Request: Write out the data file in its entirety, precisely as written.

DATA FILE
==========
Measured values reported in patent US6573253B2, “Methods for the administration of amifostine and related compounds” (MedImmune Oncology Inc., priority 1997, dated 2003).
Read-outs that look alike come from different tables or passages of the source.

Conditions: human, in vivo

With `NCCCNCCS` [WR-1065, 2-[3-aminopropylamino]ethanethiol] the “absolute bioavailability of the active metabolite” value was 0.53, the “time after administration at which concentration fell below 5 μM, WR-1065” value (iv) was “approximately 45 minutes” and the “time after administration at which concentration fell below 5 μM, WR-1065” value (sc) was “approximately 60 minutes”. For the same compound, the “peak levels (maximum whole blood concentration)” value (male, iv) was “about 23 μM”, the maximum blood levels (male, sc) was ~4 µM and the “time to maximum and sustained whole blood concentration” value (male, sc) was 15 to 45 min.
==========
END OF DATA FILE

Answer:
Measured values reported in patent US6573253B2, “Methods for the administration of amifostine and related compounds” (MedImmune Oncology Inc., priority 1997, dated 2003).
Read-outs that look alike come from different tables or passages of the source.

Conditions: human, in vivo

With `NCCCNCCS` [WR-1065, 2-[3-aminopropylamino]ethanethiol] the “absolute bioavailability of the active metabolite” value was 0.53, the “time after administration at which concentration fell below 5 μM, WR-1065” value (iv) was “approximately 45 minutes” and the “time after administration at which concentration fell below 5 μM, WR-1065” value (sc) was “approximately 60 minutes”. For the same compound, the “peak levels (maximum whole blood concentration)” value (male, iv) was “about 23 μM”, the maximum blood levels (male, sc) was ~4 µM and the “time to maximum and sustained whole blood concentration” value (male, sc) was 15 to 45 min.